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Astro*Dictionary by Michael Erlewine





6 articles for "Stellar"

Stellar Aberration [Astro*Index]

One of the components of planetary aberration, caused by a displacement (disp) toward the apex of the motion of the observer. The net effect of aberration is that stars appear to move on small Aberrational Ellipses about their geometrical ("true") positions, making a full circuit in one year. Such aberrational orbits vary with the Celestial Latitude: A star near the pole of the Ecliptic follows a (nearly) circular path of radius 20.47", while a star on the Ecliptic seems to oscillate in a straight light about its "true" position, with stars at intermediate latitudes following elliptical paths.

It is given by: disp = (V/c) sin theta where V/c = relative velocity of the observer and theta is angle between the geometric position of the body and the direction of the observer's motion.

See also: ♦ Light-time Correction ♦ Planetary Aberration ♦ Aberration ♦ Celestial Latitude ♦ Ecliptic
Stellar Diameter [Astro*Index]

Literally the diameter of a star. This can seldom be directly observed, but can be calculated using such factors as color, temperature, spectral analysis, etc.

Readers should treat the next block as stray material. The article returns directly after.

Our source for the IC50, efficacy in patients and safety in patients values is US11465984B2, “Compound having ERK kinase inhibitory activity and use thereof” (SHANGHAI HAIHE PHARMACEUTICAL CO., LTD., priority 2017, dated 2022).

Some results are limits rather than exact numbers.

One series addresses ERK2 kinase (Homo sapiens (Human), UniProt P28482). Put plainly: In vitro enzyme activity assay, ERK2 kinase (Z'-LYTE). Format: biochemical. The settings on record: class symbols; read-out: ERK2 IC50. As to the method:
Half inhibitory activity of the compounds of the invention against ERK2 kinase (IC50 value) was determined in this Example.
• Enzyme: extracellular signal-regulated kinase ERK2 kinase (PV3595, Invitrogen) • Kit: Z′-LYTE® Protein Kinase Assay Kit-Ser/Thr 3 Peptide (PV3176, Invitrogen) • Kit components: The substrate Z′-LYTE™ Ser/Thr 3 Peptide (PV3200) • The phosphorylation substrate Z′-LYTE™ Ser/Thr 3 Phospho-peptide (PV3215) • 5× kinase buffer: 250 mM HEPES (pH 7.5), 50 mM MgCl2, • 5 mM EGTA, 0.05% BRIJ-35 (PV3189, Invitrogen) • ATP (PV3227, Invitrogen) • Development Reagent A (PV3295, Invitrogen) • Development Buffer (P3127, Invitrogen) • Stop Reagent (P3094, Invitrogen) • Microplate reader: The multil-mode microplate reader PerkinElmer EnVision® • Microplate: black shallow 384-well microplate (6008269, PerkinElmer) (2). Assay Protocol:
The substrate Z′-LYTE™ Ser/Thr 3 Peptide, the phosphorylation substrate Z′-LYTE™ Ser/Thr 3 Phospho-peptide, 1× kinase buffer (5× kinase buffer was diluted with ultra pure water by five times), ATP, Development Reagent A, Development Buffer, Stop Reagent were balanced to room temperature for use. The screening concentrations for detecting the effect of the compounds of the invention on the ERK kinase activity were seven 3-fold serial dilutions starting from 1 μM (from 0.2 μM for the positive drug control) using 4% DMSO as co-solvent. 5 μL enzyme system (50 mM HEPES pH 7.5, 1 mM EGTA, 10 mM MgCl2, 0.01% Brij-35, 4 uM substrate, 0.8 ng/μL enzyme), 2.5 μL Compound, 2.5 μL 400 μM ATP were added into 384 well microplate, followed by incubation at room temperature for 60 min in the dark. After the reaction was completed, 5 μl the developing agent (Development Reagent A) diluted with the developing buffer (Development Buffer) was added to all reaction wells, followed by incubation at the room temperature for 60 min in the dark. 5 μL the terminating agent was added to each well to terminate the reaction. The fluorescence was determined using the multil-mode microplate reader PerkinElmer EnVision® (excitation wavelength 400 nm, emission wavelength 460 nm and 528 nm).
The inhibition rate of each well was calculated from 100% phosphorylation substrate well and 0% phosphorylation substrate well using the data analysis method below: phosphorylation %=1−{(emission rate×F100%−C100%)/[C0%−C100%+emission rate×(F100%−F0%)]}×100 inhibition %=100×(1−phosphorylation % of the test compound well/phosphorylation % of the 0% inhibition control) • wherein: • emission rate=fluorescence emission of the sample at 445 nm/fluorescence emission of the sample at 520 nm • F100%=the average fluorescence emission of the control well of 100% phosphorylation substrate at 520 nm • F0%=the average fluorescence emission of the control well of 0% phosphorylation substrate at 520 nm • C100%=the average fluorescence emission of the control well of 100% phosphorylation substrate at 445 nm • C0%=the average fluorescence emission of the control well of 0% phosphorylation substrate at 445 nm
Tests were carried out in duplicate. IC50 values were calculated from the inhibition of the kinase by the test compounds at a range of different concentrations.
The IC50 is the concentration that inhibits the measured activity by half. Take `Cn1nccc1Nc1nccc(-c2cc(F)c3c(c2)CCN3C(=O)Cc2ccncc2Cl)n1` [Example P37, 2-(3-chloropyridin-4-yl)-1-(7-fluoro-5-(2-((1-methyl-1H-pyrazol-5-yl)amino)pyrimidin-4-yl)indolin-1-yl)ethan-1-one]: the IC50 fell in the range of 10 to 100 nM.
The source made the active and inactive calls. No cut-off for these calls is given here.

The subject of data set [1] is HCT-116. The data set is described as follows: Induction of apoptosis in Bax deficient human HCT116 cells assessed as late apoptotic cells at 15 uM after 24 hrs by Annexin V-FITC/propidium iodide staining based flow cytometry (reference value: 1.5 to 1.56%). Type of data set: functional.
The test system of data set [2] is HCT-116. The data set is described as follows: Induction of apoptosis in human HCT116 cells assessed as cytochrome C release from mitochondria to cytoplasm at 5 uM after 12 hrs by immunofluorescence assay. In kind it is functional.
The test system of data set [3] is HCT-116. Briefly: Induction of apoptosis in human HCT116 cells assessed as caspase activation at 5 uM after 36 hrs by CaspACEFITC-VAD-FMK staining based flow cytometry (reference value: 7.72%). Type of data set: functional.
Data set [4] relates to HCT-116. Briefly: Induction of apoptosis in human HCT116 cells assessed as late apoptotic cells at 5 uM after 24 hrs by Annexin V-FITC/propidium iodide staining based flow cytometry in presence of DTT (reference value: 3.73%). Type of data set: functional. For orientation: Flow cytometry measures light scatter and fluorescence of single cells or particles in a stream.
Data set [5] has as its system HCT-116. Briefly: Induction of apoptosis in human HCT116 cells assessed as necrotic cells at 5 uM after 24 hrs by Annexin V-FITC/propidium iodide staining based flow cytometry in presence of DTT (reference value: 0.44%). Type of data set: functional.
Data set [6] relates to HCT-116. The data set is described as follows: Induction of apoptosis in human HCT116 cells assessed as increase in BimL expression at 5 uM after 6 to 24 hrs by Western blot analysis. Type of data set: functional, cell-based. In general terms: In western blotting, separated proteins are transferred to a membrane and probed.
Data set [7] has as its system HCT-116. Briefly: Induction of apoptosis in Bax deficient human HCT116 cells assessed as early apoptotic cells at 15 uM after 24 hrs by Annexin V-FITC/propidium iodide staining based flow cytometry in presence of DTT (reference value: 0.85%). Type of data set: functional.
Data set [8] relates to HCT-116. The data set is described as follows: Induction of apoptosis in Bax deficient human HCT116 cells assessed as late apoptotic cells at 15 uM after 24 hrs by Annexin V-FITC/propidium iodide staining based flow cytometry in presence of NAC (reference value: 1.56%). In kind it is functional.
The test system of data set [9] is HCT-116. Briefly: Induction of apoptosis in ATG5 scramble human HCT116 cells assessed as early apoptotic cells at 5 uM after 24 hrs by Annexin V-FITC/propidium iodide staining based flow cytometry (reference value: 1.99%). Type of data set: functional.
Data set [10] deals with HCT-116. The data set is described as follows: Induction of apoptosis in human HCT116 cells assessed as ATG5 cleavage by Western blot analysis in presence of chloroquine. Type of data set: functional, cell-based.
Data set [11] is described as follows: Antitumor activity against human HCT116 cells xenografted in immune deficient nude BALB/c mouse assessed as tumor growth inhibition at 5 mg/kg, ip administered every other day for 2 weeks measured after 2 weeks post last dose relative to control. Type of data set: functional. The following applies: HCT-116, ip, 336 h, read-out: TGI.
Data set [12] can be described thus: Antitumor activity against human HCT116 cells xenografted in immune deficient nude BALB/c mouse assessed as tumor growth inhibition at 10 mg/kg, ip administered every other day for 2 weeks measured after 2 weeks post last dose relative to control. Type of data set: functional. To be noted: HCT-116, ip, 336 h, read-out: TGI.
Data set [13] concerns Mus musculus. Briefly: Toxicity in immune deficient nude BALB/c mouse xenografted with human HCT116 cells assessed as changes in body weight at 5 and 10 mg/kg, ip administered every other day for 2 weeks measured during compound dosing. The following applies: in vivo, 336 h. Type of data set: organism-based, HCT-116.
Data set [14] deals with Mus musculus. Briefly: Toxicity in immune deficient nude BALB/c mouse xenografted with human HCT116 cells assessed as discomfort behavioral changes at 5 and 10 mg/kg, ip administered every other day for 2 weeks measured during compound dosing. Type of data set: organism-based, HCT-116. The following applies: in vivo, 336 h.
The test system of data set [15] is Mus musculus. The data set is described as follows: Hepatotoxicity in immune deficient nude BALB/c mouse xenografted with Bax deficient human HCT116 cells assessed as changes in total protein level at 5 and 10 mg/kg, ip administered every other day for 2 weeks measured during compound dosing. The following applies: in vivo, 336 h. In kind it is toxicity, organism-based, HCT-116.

See also: ♦ Stars ♦ Spectral Class
Stellar Evolution [Astro*Index]

The life cycle of a star, from Protostar to Main Sequence, then to Red Giant, and, finally, to White Dwarf, Black Dwarf, or stellar relic. This sometimes includes more spectacular stages, such as Nova, Supernova, and Black Hole.

See also: ♦ Red Giant ♦ Protostar ♦ Main Sequence ♦ Nova ♦ Supernova ♦ White Dwarf ♦ Black Dwarf
Stellar Magnitude [Astro*Index]

An obsolete system in which magnitude was obtained by comparison of apparent magnitude to certain standard stars.

See also: ♦ Apparent Magnitude
Stellar Mass [Astro*Index]

The mass of a star, expressed in relationship to that of the Sun. Stars commonly range from about 0.1 to 10 solar masses.

See also: ♦ Stars
Stellar Rotation [Astro*Index]

The rotation of a star on its axis. Our Sun's period of rotation is about 25 days. Younger stars generally exhibit faster periods of rotation then older stars.

See also: ♦ Stars ♦ Axis


Astro*Index Copyright © 1997 Michael Erlewine


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